The UK government have sought to argue that, despite the MoU with the US, any attempts to secure Mr Rahmatullah’s release would have been futile.

But the Court said that this argument was ‘unsupported by factual analysis’ and that ‘no evidence was proffered to sustain it’.

The Court identified this as the first time in 150 years when the US (‘a mature democracy’) has ‘dishonoured’ an extradition agreement (para. 14).

The writ of habeas corpus required the UK, as the ‘detaining authority’, to seek Mr Rahmatullah’s release from the United States authorities.

However, the United States failed to act on the writ and it was subsequently discharged.

Efforts to get the writ reinstated were lost in a majority decision in Wednesday’s judgment.

In December 2011, the Court of Appeal overturned the decision of the Divisional Court and agreed that the historic writ of habeas corpus should and can be issued in the case of Mr Rahmatullah.

British forces seized him in February 2004 during an operation against insurgents in Iraq.

The soldiers handed him over to their US counterparts under the Memorandum of Understanding covering how prisoners would be managed.

He was subsequently illegally rendered to Afghanistan.

Mr Rahmatullah was the subject of an embarrassing climbdown in 2009 by the then Defence Secretary John Hutton who had to admit that the government had previously misled the house when it said that it had not been involved in the US practice of Rendition.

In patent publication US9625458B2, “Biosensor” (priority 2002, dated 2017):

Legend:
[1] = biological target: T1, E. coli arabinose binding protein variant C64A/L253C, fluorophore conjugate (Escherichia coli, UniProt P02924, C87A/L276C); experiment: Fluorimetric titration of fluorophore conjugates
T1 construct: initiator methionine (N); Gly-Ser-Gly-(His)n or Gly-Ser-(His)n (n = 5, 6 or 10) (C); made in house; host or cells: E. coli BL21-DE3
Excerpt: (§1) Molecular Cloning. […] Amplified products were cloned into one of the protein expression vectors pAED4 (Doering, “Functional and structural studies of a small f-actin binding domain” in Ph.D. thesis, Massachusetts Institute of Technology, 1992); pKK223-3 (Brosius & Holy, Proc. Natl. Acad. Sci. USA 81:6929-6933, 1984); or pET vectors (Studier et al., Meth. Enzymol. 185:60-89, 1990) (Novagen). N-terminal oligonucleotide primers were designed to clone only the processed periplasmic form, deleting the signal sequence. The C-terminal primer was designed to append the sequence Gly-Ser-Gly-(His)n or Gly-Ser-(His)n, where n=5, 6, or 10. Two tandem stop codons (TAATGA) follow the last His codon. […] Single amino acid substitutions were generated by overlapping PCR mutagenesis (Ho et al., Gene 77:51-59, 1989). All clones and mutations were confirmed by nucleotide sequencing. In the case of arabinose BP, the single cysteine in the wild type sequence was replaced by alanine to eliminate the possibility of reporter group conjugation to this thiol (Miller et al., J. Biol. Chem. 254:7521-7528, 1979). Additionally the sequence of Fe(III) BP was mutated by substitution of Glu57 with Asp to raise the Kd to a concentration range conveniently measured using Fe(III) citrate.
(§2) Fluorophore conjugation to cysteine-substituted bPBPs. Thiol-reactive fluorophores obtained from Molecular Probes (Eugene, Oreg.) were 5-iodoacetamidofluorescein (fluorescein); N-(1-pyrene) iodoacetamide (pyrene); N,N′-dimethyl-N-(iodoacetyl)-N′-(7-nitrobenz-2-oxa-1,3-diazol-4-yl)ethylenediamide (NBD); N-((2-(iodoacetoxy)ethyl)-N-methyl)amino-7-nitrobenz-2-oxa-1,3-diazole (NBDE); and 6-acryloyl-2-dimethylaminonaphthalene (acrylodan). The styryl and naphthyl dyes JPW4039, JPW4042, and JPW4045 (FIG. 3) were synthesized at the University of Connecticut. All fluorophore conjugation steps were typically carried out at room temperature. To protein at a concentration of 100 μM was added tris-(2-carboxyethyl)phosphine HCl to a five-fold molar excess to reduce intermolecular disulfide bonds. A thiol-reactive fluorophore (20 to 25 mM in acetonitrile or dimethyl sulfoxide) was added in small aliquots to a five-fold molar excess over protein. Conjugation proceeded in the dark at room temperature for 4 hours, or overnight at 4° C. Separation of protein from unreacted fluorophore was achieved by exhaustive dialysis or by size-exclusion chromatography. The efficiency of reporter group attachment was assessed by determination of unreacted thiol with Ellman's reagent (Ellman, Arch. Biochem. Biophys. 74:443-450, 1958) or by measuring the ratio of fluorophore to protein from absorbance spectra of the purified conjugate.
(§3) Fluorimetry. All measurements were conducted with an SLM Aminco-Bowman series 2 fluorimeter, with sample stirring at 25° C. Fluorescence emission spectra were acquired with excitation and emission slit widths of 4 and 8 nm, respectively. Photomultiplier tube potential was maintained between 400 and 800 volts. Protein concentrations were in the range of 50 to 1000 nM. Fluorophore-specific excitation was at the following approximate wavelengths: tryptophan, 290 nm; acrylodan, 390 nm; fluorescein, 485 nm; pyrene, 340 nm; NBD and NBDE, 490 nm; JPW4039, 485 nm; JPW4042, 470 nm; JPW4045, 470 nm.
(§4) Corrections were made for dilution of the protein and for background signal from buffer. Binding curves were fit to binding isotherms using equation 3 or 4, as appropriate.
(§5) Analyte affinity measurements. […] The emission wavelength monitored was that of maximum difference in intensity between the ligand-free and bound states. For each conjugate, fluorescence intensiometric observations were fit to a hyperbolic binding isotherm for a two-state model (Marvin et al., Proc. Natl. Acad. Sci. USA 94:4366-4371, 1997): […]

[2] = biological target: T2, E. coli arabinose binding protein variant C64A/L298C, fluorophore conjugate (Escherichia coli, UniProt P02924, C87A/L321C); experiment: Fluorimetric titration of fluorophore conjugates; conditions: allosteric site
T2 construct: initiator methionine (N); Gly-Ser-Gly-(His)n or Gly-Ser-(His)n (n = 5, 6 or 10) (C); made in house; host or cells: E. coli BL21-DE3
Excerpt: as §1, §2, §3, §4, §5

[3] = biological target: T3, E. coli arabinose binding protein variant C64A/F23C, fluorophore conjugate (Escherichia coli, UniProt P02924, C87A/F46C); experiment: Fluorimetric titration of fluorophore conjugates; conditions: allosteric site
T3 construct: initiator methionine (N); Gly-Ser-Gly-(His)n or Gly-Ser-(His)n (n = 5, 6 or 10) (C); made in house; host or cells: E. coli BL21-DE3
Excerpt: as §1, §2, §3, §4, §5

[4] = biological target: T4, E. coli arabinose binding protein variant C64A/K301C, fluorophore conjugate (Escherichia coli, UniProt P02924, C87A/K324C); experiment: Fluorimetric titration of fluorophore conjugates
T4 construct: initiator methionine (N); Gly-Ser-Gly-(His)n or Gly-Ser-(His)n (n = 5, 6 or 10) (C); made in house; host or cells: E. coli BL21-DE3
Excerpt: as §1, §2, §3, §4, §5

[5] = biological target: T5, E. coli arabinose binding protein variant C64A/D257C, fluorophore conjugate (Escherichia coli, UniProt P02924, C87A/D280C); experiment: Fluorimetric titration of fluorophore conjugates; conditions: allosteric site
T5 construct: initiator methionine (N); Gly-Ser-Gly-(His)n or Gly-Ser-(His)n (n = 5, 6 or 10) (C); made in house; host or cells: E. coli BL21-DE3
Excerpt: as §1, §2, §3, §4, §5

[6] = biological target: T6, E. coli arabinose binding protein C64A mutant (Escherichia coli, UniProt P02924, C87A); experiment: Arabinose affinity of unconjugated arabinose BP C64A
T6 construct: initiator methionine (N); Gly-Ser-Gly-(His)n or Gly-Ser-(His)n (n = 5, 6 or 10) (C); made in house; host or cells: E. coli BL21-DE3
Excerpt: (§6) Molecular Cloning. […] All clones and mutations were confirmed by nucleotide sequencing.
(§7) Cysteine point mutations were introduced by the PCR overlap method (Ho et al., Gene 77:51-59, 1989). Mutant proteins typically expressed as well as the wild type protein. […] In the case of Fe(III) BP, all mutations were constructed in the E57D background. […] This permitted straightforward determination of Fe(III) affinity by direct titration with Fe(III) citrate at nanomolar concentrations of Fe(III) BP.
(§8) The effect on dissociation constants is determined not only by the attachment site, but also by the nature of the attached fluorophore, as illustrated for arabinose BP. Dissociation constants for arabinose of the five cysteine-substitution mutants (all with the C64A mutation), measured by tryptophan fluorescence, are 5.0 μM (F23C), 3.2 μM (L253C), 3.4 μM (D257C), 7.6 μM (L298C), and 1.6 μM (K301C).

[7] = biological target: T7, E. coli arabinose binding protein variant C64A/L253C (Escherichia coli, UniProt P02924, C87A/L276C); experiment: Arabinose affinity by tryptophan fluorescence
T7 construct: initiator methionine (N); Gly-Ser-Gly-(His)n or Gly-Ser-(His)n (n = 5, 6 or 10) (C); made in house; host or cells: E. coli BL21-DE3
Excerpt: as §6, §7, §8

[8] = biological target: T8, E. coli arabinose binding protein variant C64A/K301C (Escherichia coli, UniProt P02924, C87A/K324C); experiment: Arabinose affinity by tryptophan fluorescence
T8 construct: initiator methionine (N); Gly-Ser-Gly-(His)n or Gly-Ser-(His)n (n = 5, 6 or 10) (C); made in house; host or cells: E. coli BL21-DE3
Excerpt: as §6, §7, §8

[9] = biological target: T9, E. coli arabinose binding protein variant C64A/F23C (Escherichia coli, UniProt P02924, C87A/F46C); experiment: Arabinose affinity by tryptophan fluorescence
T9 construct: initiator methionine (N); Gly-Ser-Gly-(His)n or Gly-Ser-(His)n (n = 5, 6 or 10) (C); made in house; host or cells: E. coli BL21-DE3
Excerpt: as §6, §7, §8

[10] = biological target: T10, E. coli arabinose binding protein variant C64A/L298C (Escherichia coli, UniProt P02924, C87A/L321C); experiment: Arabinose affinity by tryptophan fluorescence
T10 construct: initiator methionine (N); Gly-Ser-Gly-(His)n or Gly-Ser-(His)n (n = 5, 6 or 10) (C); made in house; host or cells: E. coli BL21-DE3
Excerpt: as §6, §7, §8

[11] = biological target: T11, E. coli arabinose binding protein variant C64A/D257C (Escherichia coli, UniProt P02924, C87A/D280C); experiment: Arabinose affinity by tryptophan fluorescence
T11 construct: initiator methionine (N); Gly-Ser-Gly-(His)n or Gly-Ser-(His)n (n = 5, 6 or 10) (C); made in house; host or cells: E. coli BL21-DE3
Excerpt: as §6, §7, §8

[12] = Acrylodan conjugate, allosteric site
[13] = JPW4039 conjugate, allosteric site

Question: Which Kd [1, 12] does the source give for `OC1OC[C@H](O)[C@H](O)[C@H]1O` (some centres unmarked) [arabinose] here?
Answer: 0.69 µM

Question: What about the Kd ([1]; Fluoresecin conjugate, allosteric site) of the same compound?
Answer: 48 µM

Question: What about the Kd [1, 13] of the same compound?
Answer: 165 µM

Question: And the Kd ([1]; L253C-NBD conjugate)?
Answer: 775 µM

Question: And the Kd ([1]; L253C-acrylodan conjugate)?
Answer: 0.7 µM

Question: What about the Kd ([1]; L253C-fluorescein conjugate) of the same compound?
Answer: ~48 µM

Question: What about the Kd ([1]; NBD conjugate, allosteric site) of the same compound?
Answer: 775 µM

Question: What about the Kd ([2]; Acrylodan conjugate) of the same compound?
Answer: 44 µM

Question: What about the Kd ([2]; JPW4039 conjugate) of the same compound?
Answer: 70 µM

In June 2010, a detention review board authorised his release, saying he posed ‘no enduring security threat’ – but he remains in detention.

Although in US custody, the UK is the ‘detaining authority’ pursuant to the 2003 Memorandum of Understanding struck between the UK and US during the invasion of Iraq and remains responsible for Mr Rahmatullah under the Geneva Conventions.

The ancient writ of habeas corpus is a right under English law that dates back to the Magna Carta.

It may be issued on behalf of any prisoner unlawfully detained so as to bring him (originally, his actual person; now more often just the facts of the case) before the High Court, and his release ordered.

Giving the lead judgment in the Supreme Court, Lord Kerr dismissed the government’s arguments that the 2003 MoU was no longer in force.

He also highlighted the contrary position taken by the government in seeking to down-play the import of the MoU in this case when in other cases it had sought to persuade to the Court to attach great weight to these inter-governmental agreements – notably in extradition cases where it has repeatedly relied upon MoUs to send individuals to countries that routinely use torture.

The Justices also debunked the government’s argument that Mr Rahmatullah was not being detained unlawfully.